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Gov. Newsom Is Pulling Funding From Counties Which Don’t Enforce His Orders

Sacramento, CA – California Governor Gavin Newsom has threatened to punish counties who don’t follow his latest pandemic lockdown decrees by withholding funding, the same strategy he objected to when the White House threatened to defund “sanctuary” counties.

Newsom’s latest edict for another lockdown will go into effect on a regional basis as the intensive care unit (ICU) capacity in those areas falls below 15 percent, KABC reported.

The governor has “temporarily restricted statewide” all non-essential travel and restricted hotels and motels to only taking guests who are doing “essential” travel.

“This is the most challenging moment since the beginning of this pandemic,” Newsom said on Thursday. “If there was ever any time to put aside your doubt, to put aside your skepticism, to put aside your cynicism to put aside your ideology, to put aside any consideration except this: Lives are in the balance. Lives will be lost unless we do more than we’ve ever done.”

The state has been divided into five regions: Northern California, Greater Sacramento, Bay Area, San Joaquin Valley, and Southern California, KABC reported.

The Bay Area is expected to fall below the 15 percent threshold in the next few days.

Under the governor’s latest order, any region hitting that threshold will trigger a “stay at home” order for at least three weeks.

When the “stay at home” order goes into effect, all private gatherings will be banned, KABC reported.

Additionally, the new “stay at home” order will once again shut down businesses that haven’t been open and operating for very long since the last lockdown.

Newsom said that bars, wineries, nail salons, hair salons and barbershops, and other personal care services will need to close when the region hits the trigger threshold, KABC reported.

Schools that have gotten a waiver may stay open.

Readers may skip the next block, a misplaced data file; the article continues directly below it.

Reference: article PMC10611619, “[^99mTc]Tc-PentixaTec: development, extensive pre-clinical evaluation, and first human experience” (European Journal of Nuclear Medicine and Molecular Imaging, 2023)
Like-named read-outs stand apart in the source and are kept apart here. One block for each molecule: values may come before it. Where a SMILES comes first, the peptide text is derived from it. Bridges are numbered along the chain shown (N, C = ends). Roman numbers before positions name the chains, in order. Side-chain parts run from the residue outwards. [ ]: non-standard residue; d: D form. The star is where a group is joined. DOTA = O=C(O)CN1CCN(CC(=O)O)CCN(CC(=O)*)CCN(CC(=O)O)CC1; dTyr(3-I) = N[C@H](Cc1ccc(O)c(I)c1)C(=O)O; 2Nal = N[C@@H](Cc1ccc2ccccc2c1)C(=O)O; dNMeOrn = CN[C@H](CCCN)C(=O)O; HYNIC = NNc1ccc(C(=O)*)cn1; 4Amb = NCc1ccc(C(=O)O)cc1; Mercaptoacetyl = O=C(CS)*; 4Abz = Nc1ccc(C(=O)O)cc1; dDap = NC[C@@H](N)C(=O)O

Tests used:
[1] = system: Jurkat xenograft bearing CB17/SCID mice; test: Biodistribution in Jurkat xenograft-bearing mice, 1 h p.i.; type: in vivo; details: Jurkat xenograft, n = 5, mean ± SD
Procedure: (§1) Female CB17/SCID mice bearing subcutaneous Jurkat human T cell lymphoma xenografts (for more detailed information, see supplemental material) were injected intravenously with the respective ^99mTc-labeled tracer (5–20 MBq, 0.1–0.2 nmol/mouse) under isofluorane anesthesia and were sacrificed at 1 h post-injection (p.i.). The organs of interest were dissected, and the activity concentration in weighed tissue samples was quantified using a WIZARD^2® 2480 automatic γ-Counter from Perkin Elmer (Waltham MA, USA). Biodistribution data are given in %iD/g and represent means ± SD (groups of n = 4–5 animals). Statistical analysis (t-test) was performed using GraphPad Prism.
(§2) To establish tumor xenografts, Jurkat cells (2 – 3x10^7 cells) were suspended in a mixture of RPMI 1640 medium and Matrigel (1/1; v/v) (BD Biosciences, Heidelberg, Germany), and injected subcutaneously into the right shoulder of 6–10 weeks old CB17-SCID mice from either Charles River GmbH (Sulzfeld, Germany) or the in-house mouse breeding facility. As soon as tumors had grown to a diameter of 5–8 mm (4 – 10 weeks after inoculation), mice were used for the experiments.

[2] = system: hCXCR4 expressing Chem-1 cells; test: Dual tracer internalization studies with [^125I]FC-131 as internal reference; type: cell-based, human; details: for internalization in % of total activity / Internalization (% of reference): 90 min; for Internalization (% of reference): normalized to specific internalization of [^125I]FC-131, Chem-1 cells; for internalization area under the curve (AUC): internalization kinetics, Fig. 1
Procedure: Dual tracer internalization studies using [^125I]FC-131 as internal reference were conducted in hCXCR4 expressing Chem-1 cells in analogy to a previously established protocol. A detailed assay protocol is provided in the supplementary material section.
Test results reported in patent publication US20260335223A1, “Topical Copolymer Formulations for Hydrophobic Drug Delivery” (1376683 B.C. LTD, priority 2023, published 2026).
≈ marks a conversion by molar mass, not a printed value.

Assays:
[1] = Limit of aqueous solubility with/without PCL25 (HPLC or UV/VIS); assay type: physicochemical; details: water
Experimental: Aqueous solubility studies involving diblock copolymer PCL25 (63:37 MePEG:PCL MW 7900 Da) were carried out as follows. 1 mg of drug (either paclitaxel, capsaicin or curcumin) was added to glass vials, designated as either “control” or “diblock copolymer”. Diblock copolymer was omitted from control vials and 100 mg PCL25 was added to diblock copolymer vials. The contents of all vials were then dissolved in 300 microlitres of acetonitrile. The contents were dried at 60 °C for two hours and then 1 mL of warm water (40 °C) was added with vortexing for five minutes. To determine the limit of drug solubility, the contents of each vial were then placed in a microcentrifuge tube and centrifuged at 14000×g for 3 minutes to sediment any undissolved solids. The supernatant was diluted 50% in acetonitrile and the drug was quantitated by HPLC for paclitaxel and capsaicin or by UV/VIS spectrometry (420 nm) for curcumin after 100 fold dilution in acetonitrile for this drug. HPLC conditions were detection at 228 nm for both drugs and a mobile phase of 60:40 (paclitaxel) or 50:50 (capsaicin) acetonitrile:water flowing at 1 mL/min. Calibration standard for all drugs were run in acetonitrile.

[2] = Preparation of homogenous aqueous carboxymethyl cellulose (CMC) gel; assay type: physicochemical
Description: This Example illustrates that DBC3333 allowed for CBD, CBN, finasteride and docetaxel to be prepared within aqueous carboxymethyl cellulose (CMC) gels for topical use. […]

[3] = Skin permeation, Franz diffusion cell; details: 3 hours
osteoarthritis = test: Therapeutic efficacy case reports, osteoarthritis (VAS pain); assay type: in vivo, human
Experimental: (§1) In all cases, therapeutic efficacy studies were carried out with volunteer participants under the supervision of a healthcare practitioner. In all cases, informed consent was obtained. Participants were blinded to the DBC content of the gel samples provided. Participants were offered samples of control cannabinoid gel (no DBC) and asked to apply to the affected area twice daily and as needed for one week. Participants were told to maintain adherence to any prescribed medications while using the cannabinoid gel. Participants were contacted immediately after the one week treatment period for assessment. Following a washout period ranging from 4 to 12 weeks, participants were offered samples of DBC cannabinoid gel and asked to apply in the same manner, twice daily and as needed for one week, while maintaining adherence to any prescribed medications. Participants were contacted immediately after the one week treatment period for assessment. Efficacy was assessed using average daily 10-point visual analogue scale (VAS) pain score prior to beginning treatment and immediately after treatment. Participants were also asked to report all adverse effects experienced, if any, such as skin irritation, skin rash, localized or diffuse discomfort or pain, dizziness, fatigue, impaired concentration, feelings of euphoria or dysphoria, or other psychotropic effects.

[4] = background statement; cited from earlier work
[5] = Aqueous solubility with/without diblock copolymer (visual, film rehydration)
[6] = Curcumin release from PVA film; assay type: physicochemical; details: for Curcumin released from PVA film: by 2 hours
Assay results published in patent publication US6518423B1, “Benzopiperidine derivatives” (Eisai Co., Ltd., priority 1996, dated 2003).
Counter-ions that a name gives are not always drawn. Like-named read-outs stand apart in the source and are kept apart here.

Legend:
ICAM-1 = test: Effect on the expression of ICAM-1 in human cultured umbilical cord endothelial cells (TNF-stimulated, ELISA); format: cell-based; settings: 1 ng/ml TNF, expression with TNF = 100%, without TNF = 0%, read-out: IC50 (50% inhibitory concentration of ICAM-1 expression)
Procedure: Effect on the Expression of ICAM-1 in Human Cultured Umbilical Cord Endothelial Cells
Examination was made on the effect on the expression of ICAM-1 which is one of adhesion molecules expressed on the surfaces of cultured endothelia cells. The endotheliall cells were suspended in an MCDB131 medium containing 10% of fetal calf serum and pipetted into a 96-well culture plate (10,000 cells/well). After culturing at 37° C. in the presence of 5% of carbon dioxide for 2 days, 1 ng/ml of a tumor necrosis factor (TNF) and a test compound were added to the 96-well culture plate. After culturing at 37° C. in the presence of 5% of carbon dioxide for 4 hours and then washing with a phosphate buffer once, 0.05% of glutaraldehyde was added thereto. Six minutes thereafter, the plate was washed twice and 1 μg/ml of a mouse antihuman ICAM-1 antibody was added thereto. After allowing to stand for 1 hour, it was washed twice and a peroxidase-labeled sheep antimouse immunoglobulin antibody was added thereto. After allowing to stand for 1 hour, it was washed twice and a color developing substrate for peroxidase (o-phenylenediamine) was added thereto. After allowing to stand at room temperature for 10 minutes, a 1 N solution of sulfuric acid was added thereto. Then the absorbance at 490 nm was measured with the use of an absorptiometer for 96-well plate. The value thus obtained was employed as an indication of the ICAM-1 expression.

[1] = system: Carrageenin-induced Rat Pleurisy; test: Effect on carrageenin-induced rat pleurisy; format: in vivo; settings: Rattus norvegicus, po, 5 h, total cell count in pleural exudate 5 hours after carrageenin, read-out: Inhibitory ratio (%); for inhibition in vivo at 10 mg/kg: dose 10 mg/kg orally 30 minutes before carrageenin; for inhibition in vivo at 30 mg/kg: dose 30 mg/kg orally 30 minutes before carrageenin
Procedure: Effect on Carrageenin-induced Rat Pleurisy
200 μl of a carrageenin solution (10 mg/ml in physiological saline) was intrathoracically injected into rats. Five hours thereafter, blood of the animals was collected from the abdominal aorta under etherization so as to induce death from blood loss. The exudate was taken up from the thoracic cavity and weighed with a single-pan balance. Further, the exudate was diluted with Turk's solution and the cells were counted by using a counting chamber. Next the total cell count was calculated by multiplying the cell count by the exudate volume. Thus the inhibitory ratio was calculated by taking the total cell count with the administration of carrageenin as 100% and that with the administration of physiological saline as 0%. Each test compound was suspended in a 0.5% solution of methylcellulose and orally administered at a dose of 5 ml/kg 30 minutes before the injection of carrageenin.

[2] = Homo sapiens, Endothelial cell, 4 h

The governor said that once again, restaurants will have to shut down all indoor and outdoor dining, KABC reported.

Newsom said retailers would be allowed to stay open at 20 percent capacity and acknowledged his earlier shutdown orders gave an unfair advantage to big-box stores.

He said it was doing all he could to support small businesses in the state this time around, KABC reported.

The governor said that enforcement of the latest pandemic lockdown would be handled by local authorities but that uncooperative counties would be penalized financially.

“If you’re unwilling to adopt the protocols to support the mitigation and the reduction of the spread of this disease, we’re happy to redirect those dollars to counties that feel differently,” the governor said.

California has broken its own record for most hospitalizations every day for the last five days, KABC reported.

“The bottom line is if we don’t act now, our hospital system will be overwhelmed. If we don’t act now, we’ll continue to see the death rate climb, more lives lost,” Newsom said.

His predictions for the immediate future were entirely gloom and doom, KABC reported.

“The effects of Thanksgiving have not yet been felt,” Newsom warned. “Dr. Fauci I think said it best. He says we should anticipate ‘a surge on top of a surge.'”

The California governor’s threat to defund counties that don’t comply with his “stay at home” orders appeared hypocritical given his response to a similar threat from President Trump earlier this year.

But despite having strenuously objected to the President’s plan of a similar nature, Newsom cracked down on two municipalities in his own state in July after their city councils voted to allow businesses to remain open, the Associated Press reported.

Newsom took nearly $65,000 away from Atwater in Merced County and withheld more than $35,000 from Coalinga in Fresno County after their local lawmakers voted to defy his shutdown orders.

Cities across the state received a letter from the state’s Office of Emergency Services warning they risked losing more money if they didn’t withdraw their resolutions that violated the pandemic lockdown orders, KABC reported.

Despite the threats, both Atwater and Coalinga’s city councils met after they were warned and punished, and voted to stick to their resolutions.

Written by
Sandy Malone

Managing Editor - Twitter/@SandyMalone_ - Prior to joining The Police Tribune, Sandy wrote the Politics.Net column for the Wall Street Journal and was managing editor of Campaigns & Elections magazine. More recently, she was an internationally-syndicated columnist for Conde Nast (BRIDES), The Huffington Post, and Monsters and Critics. Sandy is married to a retired police captain and former SWAT commander.

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Written by Sandy Malone


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